Blue Suede Shoes? Maybe not for the Green

You’ve got your favourite clubs, trekked out to find a golf bag in Tesco and you’re dressed the part – it’s time to hit the green! But in those shoes? I don’t think so. While some courses may not require that you wear golf shoes, if you want to look the part and get the best out of your swing then an excellent pair of golf shoes is essential. So what should you be looking for in your golfing shoes?

The first thing you need to consider is what type of golf shoe you need. When you think about golf shoes  your mind probably goes to the classic, two-tone look that has adorned the feet of golfing pros for decades, but that’s not your only choice.

While a classic golf shoe is suitable for most greens and conditions, if you’re passionate enough to want to play in wet, wild or freezing cold conditions the brand new golf boot could be for you. With an appearance similar to a hiking or wellington boot, the golf boot is ideal for golfing through the winter months and ensures you can stay out on the green while keeping your feet toasty. The drawback to these boots is that they tend to be very pricey, so only true golfing fanatics should invest.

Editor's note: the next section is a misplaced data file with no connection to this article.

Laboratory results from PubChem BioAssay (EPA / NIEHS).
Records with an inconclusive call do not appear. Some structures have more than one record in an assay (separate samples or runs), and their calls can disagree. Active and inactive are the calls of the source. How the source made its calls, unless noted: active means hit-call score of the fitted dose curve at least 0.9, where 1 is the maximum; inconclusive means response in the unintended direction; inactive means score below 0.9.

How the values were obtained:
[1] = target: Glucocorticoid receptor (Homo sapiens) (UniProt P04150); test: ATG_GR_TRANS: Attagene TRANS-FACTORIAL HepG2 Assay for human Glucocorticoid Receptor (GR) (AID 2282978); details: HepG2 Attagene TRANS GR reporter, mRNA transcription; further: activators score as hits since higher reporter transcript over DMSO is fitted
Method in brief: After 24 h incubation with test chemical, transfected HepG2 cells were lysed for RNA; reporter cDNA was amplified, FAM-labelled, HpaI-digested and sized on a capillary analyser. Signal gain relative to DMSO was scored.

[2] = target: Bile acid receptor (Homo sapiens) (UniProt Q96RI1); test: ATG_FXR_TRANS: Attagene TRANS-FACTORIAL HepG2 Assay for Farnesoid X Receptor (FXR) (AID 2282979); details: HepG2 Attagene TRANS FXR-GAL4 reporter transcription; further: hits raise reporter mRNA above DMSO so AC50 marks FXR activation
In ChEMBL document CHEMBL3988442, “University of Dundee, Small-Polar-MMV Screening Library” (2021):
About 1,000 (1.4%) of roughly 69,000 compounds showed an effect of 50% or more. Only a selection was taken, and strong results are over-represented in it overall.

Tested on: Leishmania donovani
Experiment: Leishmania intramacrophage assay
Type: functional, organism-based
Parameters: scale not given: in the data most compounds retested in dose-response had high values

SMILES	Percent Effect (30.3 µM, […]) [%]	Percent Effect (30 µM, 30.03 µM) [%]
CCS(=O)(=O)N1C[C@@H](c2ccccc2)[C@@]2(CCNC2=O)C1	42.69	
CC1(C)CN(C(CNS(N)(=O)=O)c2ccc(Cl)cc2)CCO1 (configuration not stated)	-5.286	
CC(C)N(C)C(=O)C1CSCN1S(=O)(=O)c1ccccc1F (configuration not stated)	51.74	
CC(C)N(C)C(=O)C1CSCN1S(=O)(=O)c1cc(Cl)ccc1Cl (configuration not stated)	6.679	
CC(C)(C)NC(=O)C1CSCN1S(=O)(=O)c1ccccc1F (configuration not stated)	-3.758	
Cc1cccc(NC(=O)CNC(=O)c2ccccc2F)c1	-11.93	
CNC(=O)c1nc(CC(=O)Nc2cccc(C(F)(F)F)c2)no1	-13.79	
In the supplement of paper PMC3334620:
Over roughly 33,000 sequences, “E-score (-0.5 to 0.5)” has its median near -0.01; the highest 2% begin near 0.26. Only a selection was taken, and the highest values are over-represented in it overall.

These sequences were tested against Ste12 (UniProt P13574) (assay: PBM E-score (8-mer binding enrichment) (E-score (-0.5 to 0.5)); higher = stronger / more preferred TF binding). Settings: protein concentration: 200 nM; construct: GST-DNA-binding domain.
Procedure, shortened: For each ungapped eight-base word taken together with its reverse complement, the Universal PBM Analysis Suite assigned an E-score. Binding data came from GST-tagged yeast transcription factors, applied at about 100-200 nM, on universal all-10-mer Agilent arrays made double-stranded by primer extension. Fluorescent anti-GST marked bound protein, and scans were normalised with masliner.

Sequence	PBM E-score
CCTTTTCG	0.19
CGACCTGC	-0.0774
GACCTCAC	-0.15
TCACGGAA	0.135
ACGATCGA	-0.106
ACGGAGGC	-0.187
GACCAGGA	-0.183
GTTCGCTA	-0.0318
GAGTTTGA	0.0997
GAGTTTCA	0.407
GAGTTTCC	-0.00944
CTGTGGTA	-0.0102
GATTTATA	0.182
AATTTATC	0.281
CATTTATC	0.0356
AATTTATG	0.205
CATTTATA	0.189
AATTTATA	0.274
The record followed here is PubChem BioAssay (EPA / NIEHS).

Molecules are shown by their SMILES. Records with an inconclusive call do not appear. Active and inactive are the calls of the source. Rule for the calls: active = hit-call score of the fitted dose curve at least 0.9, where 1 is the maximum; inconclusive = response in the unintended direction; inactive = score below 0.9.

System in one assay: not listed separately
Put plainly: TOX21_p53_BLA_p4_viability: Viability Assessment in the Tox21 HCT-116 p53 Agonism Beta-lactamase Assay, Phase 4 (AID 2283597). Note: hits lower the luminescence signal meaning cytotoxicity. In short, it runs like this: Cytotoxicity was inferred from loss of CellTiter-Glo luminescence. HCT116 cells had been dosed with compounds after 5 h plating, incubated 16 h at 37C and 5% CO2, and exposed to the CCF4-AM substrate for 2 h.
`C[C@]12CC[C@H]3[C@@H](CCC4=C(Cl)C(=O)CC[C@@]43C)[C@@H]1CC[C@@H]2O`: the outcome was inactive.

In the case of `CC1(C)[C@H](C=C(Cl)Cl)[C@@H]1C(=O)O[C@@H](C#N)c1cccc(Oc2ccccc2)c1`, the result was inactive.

Conversely, if you like to golf during the warmer months and a little wiggle room for your toes then golf sandals could be your answer. Similar to regular sandals apart from the spikes on the underside, golf sandals are breathable and ideal for buggy golf.

For most, the classic golf shoe will offer the most versatile option by far. Available in a huge range of materials, from traditional leather to Gore-Tex waterproof materials, classic golf shoes are wearable through both the summer and winter months and are much trendier looking than sandals or boots. Leather is the most common choice of material, as it is breathable in the summer and somewhat water proof for wet weather or damp grass.

After you’ve chosen your shoe, you need to think about the spikes: most golfing pros wear metal spikes, but these have become less common outside of the pro circuit as they damage the green. Although you can still buy metal spikes, some golf courses won’t let you on the green with them. Plastic spikes are the norm now, but there is also a wealth of spikeless shoes on the market. These shoes come with grooves in the sole that grip the green much like the spikes would, but are slightly less effective. For a better swing, plastic spikes are your best option.

Whether you’re looking to buy your first pair of golf shoes, or just feel the ones you have aren’t right for you, now you will be equipped with the knowledge you need to find the right ones for you.

*Image credit bradleypjohnson